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Review: Vince Staples Remains More Reality Than Television on ‘Prima Donna’ EP

DOVER, DE - JUNE 17: Recording artist Vince Staples performs onstage during Firefly Music Festival on June 17, 2016 in Dover, Delaware. (Photo by Theo Wargo/Getty Images for Firefly)
SPIN Rating: 8 of 10
Release Date: August 26, 2016

Vince Staples records feel like transmissions. On early mixtapes like Stolen Youth and his Shyne Coldchain series, they were the raw, unfiltered diary entries of a teenager on the cusp of adulthood. Last year’s official double-LP debut, Summertime ’06, was a two-disc missive that looked back on the summer of turning 13, when Staples said he felt his life beginning to turn — yet it also dealt with being in his early 20s and measuring the distance he had traveled since losing his innocence. His latest EP, Prima Donna, is framed like a literal broadcast: The intro is Vince inserting a cassette into a tape player and pressing record, performing a droll rendition of “This Little Light of Mine” before a gunshot abruptly ends it. It’s a callback to the idyllic opening of Summertime ’06, which ended the same way — the promise of peace destroyed by an ever-looming threat of violence.

Contrary to what its title might suggest, Prima Donna is not a self-serious meta-treatise on the young rap star’s sudden grappling with fame, success, or fortune after Summertime ‘06 received near-universal acclaim, and his TV-ready wit, charm, and humor put him in front of the camera for several ESPN shows and GQ videos. It might be his bleakest work yet — he ends “Smile” with another transmission into a cassette deck repeating, “Sometimes I feel like giving up.” On the “ATLiens”-sampling “War Ready,” he says, “I made enough to know I’ll never make enough for my soul,” which isn’t even a cynical line: True to everything he’s ever put on record or said to the press, Staples is a pragmatist. He neither romanticizes violence nor outright condemns gang life; he doesn’t linger on its brutality to valorize the struggle or revel in it for authenticity points. He’s a chronicler who puts his thoughts at the forefront of his stories, like a great first-person essayist.

Living life as a young man who happens to be a successful rapper touring the world does color Prima Donna, though. Staples deals with hotel stress (“Let me tell you about how a nigga went crazy at the Marriott, having Kurt Cobain dreams”) and performance anxiety: “I think I’m finna pull a Wavves on the Primavera stage,” is one of the record’s most memorable and vivid lines, because it sounds exactly like something the 23-year-old might say with a laugh, with just the slightest shift in context. Staples is a compelling rapper partly because of how ably he shifts between tones and moods, like the high-schooler who’s smart and mature enough to joke around with his teachers but cool enough to be popular with the entire class. The production choices continue to impress as well — instead of distracting from Vince’s nasal tone, the lush beats for him here (credit goes to No I.D., James Blake, and DJ Dahi) round out his sound and diversify his catalog.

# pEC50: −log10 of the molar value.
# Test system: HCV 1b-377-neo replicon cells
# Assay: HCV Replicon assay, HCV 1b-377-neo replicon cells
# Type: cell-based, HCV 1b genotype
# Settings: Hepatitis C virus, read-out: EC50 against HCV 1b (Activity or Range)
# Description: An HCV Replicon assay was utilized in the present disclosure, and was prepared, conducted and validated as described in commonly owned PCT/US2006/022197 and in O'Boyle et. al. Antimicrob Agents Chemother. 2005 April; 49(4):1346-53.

Kilo Kish appears simultaneously as Staples’ id and conscience on “Loco,” where he raps about holding a .44 in a hotel room while staring at a mirror. Kish attempts to talk him out of it: “Remember how we used to fight in Pre-K / And mama would whoop that ass for three days / Parties at McDonald’s for our birthday, it’s okay.” Prima Donna isn’t a prosaic tale about transitioning from the streets and wallowing in a new reality as a major-label artist. Instead, it’s about how the MC’s experience and knowledge of the former informs his perspective on the latter; how the fear of random violence from the streets and a perpetual threat of institutionalized violence from police and other authorities as a black man doesn’t leave you just because you’re onstage. The desire for self-harm Staples feels alone inside an ostensibly safe hotel room is perhaps a triggered reaction to living with the feelings of fear and dread he had as a boy who lost his innocence at 13, seeing friends die, imprisoned, changed by gang initiations as teenagers.

Even though it’s a brisk seven songs, it lingers as the best pieces of writing tend to do. There’s no resolution to the record, so you’re left contemplating what Staples has said for the past half-hour, and wondering about “next time on Poppy Street” — the television-style bumper at the EP’s closing seconds, presumably for the next broadcast from Staples’ brilliant mind.